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Per Capita think tank « Previous | |Next »
April 12, 2007

I see that a new Australian think tank has been launched. It is called Per Capita and it says that it is progressive. Hence it is a contrast to the well established right of centre Institute of Public Affairs and the Centre of Independent Studies and joins the Australia Institute in Canberra.

Per Capita states that such a think tank is needed because progressive ideas are currently not well represented in the intellectual marketplace; and that it aims to re-shape the progressive public policy agenda for Australia. Presumably, progressive means social democratic. So what does that actually mean in shaping the progressive public policy agenda for Australia?

There is nothing on the website, which is still very minimal. It is just about recent appointments: the Executive Director is David Hetherington (based in Sydney), and the Policy Director is Michael Cooney (based in Melbourne). Cooney said on Radio National Breakfast this morning that Per Capita will be doing long-term thinking and fighting the battle of ideas rather than short-term electoral politics, and that it would pick up on third way ideas opened up by Hawke and Keating in the 1980s and then developed by Tony Blair in the UK.

So how independent will it be from the ALP? Does that mean Per Capita will be akin to Demos in the UK?

One question is how is the agenda-setting phase of policy development going to be funded? Consultancies? A big donor? Fund raising? The suggestion is from private and corporate donors. It's an important question because there are not many career options for policy wonks. Most is currently done without meaningful institutional support or adequate remuneration on either side of their paying day.

The think tank's focus would be on human capita and on "full-cost economics". The latter is about factoring in the environmental and social costs of economic activities. That is crucial for water, energy and child care. However, no indication is given of the research that is in the pipeline.

| Posted by Gary Sauer-Thompson at 9:27 AM | | Comments (2)
Comments

Comments

I read the article by Natasha Cica in today's Age. I'm interested to know more. I'm a retired academic from Monash University,and have been without intellectual stimulus for several years. It's about time we had a think-tank that copes with non-troglodyte views. Please let me know of others like myself for further contact.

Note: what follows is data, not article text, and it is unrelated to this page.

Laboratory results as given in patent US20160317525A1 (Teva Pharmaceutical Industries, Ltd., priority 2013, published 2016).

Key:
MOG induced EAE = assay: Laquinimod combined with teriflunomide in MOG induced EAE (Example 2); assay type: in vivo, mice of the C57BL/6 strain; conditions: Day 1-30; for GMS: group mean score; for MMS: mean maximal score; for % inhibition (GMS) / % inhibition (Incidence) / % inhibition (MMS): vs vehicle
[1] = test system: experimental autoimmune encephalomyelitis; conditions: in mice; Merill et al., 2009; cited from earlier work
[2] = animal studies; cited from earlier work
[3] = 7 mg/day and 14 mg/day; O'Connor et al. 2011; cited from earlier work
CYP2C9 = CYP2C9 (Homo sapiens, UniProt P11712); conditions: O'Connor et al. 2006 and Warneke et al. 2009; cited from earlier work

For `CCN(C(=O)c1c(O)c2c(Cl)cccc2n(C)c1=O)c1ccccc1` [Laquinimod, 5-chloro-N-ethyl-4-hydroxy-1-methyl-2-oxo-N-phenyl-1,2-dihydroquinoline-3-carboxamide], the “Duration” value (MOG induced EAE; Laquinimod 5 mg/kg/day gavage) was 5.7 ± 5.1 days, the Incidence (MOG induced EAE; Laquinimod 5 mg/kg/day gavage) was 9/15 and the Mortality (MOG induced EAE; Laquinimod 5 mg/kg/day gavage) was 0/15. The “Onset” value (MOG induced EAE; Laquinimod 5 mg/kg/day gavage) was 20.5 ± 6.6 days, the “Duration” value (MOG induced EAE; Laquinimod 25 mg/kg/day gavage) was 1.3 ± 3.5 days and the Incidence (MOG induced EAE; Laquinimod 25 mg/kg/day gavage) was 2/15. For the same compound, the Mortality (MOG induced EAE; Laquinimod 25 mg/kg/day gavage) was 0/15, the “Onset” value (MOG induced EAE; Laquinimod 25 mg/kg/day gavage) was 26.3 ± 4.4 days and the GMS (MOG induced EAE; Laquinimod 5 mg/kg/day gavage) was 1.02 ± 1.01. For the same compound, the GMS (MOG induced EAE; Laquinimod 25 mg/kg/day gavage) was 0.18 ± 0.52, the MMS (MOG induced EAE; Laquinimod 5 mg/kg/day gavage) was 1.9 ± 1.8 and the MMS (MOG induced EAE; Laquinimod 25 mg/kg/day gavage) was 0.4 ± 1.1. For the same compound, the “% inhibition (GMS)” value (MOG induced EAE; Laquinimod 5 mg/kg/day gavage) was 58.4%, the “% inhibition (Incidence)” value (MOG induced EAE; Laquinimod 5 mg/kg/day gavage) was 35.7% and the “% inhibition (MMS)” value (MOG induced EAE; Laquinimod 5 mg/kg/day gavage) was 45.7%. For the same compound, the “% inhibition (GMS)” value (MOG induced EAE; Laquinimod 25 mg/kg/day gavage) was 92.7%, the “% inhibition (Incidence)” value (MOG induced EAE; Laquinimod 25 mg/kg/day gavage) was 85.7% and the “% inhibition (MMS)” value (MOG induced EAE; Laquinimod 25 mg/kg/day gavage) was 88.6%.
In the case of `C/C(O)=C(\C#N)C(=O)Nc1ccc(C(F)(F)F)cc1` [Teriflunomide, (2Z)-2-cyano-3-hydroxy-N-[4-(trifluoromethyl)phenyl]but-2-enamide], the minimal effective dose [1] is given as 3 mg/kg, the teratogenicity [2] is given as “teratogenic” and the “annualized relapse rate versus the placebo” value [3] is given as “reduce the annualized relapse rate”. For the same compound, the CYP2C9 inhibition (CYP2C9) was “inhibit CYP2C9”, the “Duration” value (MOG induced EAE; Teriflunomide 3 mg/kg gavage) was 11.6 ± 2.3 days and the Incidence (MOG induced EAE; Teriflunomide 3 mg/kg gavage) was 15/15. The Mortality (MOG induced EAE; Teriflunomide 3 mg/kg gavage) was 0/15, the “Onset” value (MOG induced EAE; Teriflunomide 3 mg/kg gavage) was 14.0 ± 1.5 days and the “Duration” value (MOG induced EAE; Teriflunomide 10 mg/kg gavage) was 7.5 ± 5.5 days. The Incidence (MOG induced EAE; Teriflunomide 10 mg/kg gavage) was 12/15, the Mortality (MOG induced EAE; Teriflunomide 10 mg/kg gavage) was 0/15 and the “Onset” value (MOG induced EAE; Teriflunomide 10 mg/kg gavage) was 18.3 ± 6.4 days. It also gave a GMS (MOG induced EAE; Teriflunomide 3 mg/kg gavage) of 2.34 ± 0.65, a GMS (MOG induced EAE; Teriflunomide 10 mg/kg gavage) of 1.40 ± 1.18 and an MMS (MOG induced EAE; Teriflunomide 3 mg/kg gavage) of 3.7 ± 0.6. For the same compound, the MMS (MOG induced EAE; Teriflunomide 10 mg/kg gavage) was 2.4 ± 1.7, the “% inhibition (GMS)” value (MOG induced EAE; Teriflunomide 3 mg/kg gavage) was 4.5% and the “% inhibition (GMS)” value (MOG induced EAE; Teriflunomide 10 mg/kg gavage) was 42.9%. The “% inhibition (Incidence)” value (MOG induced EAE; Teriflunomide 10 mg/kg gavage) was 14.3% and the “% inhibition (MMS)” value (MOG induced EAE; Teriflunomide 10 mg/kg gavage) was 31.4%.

Elisabeth,
I know what you mean. Weblogs help to keep the brain cells ticking over. More retired academics should contribute to, or start, weblogs to help develop the public conversation on the public issues we find important. We need more diversity and commentary between the op-ed in the Australian press and the academic paper.

I 'd read Natasha's Cica's
Think-tank industry about to lose slant to right in today's Age too. It did not tell us that much more. Cica, however, did outline the policy agenda more:

Per Capita promises more sophisticated thinking on public market design, working out the role that responsible government should play in the construction and design of markets, how it should set the rules on questions such as carbon emissions trading, and delivery of physical infrastructure, broadband, water, health and education services. Building on the hot-button issue of child-care provision ....Per Capita has also pipelined broader research examining what a truly child-centred society might look like, pondering the practical implications of a value shift towards "what's best for the kids?" in our workplaces, homes and political processes.

There is Australian Prospect. Do you know it? They have a Working papers section.